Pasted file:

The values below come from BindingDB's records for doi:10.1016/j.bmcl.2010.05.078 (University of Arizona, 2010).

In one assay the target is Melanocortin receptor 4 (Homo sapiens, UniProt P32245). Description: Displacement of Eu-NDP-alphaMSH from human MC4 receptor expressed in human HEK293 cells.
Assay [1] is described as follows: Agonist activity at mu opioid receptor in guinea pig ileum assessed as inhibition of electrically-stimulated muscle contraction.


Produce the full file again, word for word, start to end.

The values below come from BindingDB's records for doi:10.1016/j.bmcl.2010.05.078 (University of Arizona, 2010).

In one assay the target is Melanocortin receptor 4 (Homo sapiens, UniProt P32245). Description: Displacement of Eu-NDP-alphaMSH from human MC4 receptor expressed in human HEK293 cells.
Assay [1] is described as follows: Agonist activity at mu opioid receptor in guinea pig ileum assessed as inhibition of electrically-stimulated muscle contraction.